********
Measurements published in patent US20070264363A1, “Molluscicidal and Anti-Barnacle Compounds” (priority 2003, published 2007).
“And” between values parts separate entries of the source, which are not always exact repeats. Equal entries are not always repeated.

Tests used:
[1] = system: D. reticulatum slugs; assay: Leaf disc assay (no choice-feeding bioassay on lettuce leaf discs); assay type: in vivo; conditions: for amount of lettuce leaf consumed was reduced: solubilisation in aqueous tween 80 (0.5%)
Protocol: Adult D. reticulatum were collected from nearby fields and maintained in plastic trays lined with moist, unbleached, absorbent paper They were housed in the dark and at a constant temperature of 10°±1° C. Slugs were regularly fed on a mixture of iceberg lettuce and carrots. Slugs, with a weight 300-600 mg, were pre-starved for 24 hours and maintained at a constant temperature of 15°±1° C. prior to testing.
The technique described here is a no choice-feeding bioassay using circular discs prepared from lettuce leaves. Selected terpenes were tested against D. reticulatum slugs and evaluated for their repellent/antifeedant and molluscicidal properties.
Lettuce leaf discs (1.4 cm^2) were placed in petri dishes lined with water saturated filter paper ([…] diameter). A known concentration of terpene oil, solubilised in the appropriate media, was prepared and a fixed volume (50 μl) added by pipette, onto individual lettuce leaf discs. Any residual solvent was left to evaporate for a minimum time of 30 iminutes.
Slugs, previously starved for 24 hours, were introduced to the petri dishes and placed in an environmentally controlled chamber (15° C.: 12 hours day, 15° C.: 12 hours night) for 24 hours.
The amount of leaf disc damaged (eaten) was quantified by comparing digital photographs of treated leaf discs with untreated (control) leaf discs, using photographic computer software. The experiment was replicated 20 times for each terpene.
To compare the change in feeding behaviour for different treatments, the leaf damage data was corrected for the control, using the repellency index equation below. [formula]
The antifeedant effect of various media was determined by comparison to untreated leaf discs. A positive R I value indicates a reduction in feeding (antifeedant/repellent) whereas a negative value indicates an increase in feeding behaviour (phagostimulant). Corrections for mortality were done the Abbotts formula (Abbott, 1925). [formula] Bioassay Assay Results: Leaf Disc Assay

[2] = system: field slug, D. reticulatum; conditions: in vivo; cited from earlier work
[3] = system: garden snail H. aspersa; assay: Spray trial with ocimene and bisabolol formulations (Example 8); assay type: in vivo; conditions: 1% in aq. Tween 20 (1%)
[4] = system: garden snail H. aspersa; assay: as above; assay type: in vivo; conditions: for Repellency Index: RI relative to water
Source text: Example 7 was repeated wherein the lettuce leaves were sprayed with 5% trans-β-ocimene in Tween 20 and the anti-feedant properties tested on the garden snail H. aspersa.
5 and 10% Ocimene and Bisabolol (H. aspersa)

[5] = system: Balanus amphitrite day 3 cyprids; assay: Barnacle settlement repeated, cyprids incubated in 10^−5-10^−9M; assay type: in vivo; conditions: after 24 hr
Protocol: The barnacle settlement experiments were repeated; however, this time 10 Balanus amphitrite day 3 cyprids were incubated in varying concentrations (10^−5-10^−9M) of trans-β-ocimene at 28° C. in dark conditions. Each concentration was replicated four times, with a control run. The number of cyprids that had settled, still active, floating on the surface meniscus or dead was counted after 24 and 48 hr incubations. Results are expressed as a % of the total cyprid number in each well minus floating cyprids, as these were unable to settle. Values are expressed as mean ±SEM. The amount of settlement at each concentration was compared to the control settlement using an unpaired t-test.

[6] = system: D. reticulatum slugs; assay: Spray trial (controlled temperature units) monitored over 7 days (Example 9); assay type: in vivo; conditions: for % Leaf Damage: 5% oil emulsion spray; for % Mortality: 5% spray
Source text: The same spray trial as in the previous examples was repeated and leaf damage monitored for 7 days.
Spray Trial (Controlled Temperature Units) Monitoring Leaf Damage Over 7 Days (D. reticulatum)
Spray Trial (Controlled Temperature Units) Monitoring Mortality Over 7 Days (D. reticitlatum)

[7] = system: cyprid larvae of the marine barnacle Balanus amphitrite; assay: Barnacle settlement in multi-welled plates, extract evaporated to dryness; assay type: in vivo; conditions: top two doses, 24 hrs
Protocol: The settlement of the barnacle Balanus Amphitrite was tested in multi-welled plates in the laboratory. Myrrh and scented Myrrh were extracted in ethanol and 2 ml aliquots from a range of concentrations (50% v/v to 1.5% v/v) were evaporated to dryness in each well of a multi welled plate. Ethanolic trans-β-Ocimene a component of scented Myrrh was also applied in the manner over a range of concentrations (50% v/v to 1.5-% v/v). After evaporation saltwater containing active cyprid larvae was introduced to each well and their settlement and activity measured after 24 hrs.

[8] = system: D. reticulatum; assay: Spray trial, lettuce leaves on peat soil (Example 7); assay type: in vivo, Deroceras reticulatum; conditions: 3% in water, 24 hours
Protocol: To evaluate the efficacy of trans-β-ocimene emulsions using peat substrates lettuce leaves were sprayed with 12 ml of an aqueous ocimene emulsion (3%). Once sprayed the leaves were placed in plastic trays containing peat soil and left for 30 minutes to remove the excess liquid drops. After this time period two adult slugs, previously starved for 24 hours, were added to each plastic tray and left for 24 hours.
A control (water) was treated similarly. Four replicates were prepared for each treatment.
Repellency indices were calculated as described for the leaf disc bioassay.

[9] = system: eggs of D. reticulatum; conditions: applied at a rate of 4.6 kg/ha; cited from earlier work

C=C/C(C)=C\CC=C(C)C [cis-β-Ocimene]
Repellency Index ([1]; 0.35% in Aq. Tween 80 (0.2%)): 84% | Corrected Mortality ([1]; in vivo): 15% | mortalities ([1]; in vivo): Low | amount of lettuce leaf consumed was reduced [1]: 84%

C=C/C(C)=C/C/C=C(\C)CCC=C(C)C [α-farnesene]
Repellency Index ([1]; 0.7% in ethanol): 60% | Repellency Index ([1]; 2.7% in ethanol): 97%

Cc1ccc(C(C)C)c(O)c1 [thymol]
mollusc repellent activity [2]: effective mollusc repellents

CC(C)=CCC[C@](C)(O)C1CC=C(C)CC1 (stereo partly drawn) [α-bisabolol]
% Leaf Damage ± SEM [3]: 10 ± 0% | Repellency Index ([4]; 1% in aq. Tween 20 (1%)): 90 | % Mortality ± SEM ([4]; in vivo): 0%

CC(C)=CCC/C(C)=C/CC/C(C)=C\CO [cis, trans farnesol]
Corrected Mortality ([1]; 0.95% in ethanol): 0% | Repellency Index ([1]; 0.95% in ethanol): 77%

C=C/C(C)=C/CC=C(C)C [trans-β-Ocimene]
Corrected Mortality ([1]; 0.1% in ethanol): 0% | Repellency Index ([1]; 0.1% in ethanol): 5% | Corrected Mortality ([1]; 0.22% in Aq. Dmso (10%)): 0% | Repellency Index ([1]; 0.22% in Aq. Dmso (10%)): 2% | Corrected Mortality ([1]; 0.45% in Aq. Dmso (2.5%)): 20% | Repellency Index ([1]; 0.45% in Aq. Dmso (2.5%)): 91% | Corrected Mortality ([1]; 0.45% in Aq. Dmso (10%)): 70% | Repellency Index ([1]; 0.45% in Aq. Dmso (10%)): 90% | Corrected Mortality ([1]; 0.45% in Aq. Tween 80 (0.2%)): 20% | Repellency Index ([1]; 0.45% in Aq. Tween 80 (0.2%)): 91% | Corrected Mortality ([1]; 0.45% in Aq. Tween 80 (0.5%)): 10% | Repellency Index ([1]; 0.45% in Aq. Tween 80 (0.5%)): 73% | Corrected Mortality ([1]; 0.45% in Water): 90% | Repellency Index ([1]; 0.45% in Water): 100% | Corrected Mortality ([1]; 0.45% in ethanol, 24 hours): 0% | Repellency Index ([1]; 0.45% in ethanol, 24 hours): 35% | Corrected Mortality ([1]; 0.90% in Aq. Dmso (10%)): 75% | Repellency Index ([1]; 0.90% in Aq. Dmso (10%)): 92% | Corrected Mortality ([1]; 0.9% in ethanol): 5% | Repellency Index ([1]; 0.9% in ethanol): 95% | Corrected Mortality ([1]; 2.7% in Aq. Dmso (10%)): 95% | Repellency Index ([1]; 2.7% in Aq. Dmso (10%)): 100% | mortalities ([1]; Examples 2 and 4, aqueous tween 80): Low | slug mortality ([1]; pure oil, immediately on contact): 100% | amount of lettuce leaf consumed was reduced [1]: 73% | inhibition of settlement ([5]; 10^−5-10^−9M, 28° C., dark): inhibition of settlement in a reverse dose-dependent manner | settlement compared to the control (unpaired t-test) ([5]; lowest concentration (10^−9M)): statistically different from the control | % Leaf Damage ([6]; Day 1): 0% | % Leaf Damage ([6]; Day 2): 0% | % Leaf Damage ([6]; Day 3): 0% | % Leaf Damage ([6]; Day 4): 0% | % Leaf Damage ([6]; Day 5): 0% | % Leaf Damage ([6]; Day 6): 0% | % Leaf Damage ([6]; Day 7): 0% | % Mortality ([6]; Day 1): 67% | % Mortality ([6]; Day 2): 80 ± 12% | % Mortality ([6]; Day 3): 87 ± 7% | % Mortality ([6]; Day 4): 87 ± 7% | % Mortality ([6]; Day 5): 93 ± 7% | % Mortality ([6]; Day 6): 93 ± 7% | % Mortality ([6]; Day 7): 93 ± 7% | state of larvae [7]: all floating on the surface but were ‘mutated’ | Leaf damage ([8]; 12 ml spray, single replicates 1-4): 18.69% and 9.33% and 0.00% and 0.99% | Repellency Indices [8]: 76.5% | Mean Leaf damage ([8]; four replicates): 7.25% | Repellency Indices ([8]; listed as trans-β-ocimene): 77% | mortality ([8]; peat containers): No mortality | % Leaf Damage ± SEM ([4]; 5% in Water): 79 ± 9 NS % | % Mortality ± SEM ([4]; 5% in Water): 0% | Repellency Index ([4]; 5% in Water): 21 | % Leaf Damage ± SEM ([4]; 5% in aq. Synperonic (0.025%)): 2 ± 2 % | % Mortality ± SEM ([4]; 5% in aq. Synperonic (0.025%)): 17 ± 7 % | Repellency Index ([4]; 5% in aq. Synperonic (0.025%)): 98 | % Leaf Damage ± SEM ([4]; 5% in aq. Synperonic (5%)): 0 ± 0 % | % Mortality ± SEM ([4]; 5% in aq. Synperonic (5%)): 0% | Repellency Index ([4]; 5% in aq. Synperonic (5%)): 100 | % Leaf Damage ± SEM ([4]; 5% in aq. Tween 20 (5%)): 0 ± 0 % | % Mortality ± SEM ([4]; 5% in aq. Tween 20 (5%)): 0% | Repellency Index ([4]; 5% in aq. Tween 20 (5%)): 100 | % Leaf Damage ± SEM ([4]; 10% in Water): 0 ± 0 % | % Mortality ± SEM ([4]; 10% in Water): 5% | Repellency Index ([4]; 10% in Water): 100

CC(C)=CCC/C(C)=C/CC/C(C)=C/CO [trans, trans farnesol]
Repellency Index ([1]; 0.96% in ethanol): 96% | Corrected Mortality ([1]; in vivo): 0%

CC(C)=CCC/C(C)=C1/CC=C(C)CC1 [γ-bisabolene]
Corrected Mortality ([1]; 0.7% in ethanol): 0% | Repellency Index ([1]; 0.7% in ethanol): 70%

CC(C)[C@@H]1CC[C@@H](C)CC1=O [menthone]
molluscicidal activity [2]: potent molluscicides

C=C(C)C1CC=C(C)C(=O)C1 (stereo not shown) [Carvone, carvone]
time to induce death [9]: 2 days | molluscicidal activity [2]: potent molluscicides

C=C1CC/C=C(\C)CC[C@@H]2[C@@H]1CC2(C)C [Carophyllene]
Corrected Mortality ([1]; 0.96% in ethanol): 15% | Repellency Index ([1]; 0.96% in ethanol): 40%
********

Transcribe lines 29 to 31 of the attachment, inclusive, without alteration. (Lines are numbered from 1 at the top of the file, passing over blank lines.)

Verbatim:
[9] = system: eggs of D. reticulatum; conditions: applied at a rate of 4.6 kg/ha; cited from earlier work

C=C/C(C)=C\CC=C(C)C [cis-β-Ocimene]
Repellency Index ([1]; 0.35% in Aq. Tween 80 (0.2%)): 84% | Corrected Mortality ([1]; in vivo): 15% | mortalities ([1]; in vivo): Low | amount of lettuce leaf consumed was reduced [1]: 84%